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Don't take my word for the truth, this might be just me. We can talk in private once I cool off.


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PostPosted: Fri Aug 12, 2016 10:26 pm 
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Double posting again, because I also want to give a direct response to Bregalad. I know what your opinion on this is, since we've been in the same forum for years, and every once in a while this subject comes up, and I respect your opinion.

Unfortunately, your 40/40/40 math doesn't really work in real life, at least not for me. When you take into account the commute to/from work, the lunch hour, the (often unpaid) overtime that's inherent to many jobs, a lot more time is spent on work than you'd normally think.

Making a complex game takes a lot of dedication, and finishing big projects using only leftover time can be very challenging, I'm sure you know this.

I'm gonna talk about me now, this is not some generic example:

I honestly believe I can make a great NES game, and I'd like to test that hypothesis, but that's gonna be really hard considering I can barely find time to sleep because of the time I spend at work and taking care of my home and family. The ONLY way I can possibly consider seriously developing a full game is if I can make some money off of it, to compensate for the money I'll not be making from some random soul-sucking job that doesn't bring me any joy or sense of accomplishment.

I don't want to get rich with an NES game. I don't want money to buy more stuff, I don't want money to travel, I don't want money to party. What I want is to make a game. All I care about is bringing the game to existence. But that won't happen if I don't have the money to buy the time needed to make it. That's the only thing I expect to buy.

Look at me, speaking like I even have anything to sell! Well, that's something we're just gonna have to wait and see.

Once I have something to sell, people are gonna judge whether the asking price is fair or not. I'm not gonna force anyone to buy anything or tell sad stories to sell games based on pity. If I succeed, I'll keep doing it for as long as this process is feasible, if not, I'll probably learn something for a possible next attempt.


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PostPosted: Sat Aug 13, 2016 3:14 am 
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rainwarrior wrote:
I don't mind if you don't want to buy cartridges.

Well, I spoke too quickly. My opinion is that the supperior model is having a ROM which is freely distributable and a cartridge as well - if I know it's going to be great because I played the ROM, I agree to pay for the cartridge (even expensive). In other words, if I can 1) play the rom of anyone's homebrew and 2) I enjoy and 3) I can order a physical cart, I will order it gladly. (This haven't happened yet, but I'm not against the idea).

If I can only play an incomplete demo or see video, then no thanks. What I am against is not releasing ROMs for free for everyone - but I'm not going to state why in order to not bring oil in the fire. If you're interested just use the search function to look at the old argument.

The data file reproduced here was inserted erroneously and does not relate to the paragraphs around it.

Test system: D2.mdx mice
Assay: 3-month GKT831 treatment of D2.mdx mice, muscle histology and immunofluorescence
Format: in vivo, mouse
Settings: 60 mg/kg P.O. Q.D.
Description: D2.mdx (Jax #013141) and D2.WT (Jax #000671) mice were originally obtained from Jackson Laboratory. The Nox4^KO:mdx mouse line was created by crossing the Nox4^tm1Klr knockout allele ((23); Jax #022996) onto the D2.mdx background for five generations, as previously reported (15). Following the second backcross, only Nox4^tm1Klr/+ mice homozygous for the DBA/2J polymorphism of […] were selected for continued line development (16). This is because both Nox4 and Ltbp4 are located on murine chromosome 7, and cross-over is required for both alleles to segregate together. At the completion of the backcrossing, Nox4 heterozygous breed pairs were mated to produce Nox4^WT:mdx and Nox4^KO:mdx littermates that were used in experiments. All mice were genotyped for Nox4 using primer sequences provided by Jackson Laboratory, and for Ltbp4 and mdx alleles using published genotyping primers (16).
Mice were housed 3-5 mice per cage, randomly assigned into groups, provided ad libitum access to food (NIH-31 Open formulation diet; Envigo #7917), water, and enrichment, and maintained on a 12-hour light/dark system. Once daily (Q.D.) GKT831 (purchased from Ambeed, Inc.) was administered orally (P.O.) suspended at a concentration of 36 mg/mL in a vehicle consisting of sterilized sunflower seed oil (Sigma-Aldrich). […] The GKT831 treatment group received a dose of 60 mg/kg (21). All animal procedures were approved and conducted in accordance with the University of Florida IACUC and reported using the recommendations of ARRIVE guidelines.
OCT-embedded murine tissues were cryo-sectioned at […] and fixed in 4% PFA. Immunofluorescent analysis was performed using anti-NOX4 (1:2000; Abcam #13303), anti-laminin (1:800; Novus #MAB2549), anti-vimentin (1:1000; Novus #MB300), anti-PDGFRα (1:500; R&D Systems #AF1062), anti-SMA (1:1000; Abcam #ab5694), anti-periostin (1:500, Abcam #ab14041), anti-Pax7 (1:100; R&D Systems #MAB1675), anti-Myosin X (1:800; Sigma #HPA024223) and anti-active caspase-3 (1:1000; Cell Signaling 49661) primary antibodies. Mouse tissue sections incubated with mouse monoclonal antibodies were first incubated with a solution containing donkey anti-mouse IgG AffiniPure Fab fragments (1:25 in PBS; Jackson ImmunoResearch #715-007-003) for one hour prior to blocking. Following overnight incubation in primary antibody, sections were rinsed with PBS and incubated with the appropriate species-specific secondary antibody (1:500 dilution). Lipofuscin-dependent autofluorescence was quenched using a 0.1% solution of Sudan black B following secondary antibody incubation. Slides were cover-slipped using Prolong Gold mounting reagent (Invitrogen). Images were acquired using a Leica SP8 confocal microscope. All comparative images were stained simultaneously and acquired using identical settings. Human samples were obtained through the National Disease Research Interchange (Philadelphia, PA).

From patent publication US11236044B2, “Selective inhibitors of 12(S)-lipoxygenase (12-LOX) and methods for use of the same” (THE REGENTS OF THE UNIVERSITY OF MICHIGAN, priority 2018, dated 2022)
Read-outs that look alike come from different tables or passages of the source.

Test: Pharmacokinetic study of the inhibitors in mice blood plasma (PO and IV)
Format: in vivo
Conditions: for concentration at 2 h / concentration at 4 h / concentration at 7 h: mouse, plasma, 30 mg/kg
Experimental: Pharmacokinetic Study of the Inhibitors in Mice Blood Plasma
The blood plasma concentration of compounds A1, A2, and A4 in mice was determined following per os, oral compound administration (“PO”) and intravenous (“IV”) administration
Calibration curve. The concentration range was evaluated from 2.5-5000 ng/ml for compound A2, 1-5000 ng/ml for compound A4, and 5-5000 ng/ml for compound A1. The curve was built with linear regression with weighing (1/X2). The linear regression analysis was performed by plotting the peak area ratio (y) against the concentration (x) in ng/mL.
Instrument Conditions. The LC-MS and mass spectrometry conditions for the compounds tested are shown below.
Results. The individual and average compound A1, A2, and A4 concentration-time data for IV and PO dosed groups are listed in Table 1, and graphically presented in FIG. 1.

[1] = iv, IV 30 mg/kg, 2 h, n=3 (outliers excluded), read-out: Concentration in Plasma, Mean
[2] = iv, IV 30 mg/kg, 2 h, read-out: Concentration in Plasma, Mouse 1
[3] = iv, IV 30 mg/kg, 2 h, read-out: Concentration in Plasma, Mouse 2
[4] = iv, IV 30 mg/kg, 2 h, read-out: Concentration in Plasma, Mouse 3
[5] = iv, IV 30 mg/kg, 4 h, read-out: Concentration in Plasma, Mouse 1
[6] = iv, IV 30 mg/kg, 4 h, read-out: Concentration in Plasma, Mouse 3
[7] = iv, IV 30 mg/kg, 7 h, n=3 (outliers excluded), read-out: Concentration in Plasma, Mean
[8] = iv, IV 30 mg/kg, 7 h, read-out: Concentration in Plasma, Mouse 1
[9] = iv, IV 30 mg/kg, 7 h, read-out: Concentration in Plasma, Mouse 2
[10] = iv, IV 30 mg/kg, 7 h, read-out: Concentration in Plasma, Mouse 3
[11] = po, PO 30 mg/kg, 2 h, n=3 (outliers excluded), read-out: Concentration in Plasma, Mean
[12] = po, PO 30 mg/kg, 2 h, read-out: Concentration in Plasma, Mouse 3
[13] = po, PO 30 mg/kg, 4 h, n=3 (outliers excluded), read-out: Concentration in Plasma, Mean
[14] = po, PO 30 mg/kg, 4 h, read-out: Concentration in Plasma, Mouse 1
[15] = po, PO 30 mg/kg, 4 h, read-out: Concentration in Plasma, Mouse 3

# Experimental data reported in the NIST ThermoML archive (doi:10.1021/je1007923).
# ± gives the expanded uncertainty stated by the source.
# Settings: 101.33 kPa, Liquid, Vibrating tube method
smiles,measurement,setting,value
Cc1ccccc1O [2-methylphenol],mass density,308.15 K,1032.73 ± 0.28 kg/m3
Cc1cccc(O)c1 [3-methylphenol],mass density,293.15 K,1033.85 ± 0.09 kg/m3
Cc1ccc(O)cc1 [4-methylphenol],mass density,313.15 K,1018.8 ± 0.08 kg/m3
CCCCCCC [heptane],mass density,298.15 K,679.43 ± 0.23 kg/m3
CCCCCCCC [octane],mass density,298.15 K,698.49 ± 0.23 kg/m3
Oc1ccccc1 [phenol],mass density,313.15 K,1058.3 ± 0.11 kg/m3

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When you direct these statements outwardly at others, though, I find it very offensive.

I'm sorry. We had all that argument back then, and in the meanwhile I accepted the new situation. I shouldn't have brought this old argument as this is pointless.

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I reject the idea that NES development work is exempt from monetary value. NES development isn't a special category of labour, neither is labour done on the weekends, or in the evenings, or at home, or on a boat. Unless you're violating a contract or copyright of some sort, you own your work, and you have the right to ask whatever you think it's worth for it.

I most certainly agree with all that.
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It may not be worth what you ask, but that's your own problem to solve. It's not a "swindle" unless you're actually dishonest about what you're selling. (I don't like being called a liar.)

I looked this word in a dictionary because I didn't know how to say that in english - so don't be picky on that work. What I attempted to say is that, if you're going to rentabilize selling NES games to the point of actually be rentable and feed a family from that activity, you'd have to "swindle" people your custommers. Note the "if" part.

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Partly because of angry argumentative people like me. Every thread about this here turns into a trash fire.

To my personal experience, other forums are much worse in average in this regards. Although it was, in my personal opinion, better here in the 2000-2010 time period, which probably was the golden age of Nesdev, it's still great today.

@Tokumaru : Basically, I fully agree with all what you said. Your previous post really maked it to sound like Nesdev was a rentable activity and an option for feeding a family, and I retorqued, perhaps clumsly, that it's not. We basically all agree on that.

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I honestly believe I can make a great NES game.

I honnestly believe you can, too.
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Unfortunately, your 40/40/40 math doesn't really work in real life, at least not for me. When you take into account the commute to/from work, the lunch hour, the (often unpaid) overtime that's inherent to many jobs, a lot more time is spent on work than you'd normally think.

Definitely, although in my opinion you shouldn't accept unpaid overtime exept in exeptional situations, but commuting and other obligatory duties such as eating, toilet, household, etc.., and socialising a little, easily reduces the 40 hours of free time to about 10-20.